As in houses today, the first room I entered was the sala. With its wide space, high ceiling and traditional Filipino wood and wicker furniture, it immediately establishes to visitors a strong sense of solemnity or seriousness. Dominating the whole space are the two portraits above the winding staircase, depicting Francisca at different stages of her life.
Under the staircase is a music alcove, defined by a grand Steinway piano. Above it hangs the portrait of Soledad Francia, Benitez’ mother. The original painting was commissioned by her father, Hilario Francia in 1876. The painter, Antonio Malantic, was one of the best known portrait painters at that time. However, the one that hangs at Mira Nila is a copy: the original is now part of a private art collection owned by the Del Monte Company.
Standing at the corner of the music alcove is a bust of the Benitez couple’s eldest daughter Helena. While the couple had three other sons – Tomas, Alfredo and Angel – it was Helena who rose to prominence. She came to the public’s attention when she followed her mother’s footsteps and served as president of PWU during the 1950s.
It was at this time that she co-founded the Philippine National Folk Dance Company, which introduced Philippine folk dances to the world. This would later become known as the Bayanihan Philippine Folk Dance Company.
This achievement is commemorated by a porcelain figure of a Filipino Muslim princess on top of the piano. Named after the dance Singkil, it was made by the famous Spanish porcelain manufacturer Llandro. It is one of 1,500 limited edition pieces produced by the company.
Helena entered politics in the 1960s. And while her father may have helped write the 1935 Constitution, she served as a legislator in both the Philippine Senate and later the Batasang Pambansa during former president Ferdiand Marcos’ time. She helped pass laws relating to women’s rights and environmental issues.
It is obvious that this is a family of intellectual heavy weights. So it comes as no surprise that this house does not have just one, but two libraries. The one on the ground floor features law books and travel books from the 1800s. These belonged to Benitez’ dad, Higino, who seems to be the source of the family’s intellectual DNA, as during his time, he represented the province of Laguna in the Malolos Congress and helped write the country’s first constitution. A portrait of Higino, by another early Filipino artist, Simon Flores, hangs in the library.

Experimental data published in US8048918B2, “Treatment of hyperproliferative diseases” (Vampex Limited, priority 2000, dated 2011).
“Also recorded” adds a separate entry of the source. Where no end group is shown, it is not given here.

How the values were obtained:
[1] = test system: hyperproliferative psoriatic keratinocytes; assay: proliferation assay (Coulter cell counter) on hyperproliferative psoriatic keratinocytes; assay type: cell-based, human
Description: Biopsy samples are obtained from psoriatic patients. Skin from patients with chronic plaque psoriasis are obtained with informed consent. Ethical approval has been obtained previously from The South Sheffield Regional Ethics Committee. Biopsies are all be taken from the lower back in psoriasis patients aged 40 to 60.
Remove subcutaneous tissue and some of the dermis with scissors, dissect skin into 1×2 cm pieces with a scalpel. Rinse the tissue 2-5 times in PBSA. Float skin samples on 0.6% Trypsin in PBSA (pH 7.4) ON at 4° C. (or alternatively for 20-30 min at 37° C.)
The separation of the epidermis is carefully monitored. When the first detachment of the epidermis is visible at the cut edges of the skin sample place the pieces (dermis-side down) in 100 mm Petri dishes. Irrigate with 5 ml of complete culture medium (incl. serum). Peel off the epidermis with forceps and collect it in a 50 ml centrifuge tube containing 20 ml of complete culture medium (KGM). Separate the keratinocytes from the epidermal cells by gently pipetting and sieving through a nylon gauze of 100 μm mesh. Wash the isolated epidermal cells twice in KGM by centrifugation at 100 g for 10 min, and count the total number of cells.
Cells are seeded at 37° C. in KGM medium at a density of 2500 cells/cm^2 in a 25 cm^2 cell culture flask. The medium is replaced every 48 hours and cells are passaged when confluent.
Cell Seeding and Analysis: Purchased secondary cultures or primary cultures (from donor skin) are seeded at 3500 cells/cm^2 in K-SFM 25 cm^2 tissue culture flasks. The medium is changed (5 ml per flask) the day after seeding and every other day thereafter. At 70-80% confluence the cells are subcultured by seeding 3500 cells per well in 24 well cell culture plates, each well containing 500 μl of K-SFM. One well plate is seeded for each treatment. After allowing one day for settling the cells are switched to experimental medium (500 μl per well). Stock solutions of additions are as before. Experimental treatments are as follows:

During my tour of the house, Benitez Johannot shared that the library’s cabinets and the frame on Higino’s portrait were made by prisoners at the Bilibid prison. Benitez and wife Francisca believed in prison reform, so they commissioned the convicts to build some of the furniture in the house in an effort to help rehabilitate them.
Adjacent to the sala are the dining rooms. The smaller formal dining room featured many fascinating details such as a collection of antique ceramics from China, Vietnam and Thailand that were excavated here in the Philippines. But I was personally drawn to the two carved wooden chairs featuring the seal of Malacañang. These were given to Benitez by then president Manuel L. Quezon.
Benitez and Quezon first met on board a ship when Benitez was on his way back to the Philippines after finishing his studies in the United States. Benitez Johannot shared that the two had a close working relationship and it was also in this dining room that Benitez formed the Citizen League for Good Government in the 1960s in order to help fight corruption in the Quezon City government.
The adjacent room features the bigger dining room. A more recent addition to the house, it was built to accommodate the growing Benitez-Tirona clan. This room featured three tables that could accommodate up to 40 people.
The center piece of the room is a mural by National Artist Carlos “Botong” Francisco called “Binasuan,” which was done in the style of Mexican muralist Diego Rivera. Surprisingly, Rivera has one of his paintings, “Head study of a Mexican peasant,” hung in this room as well.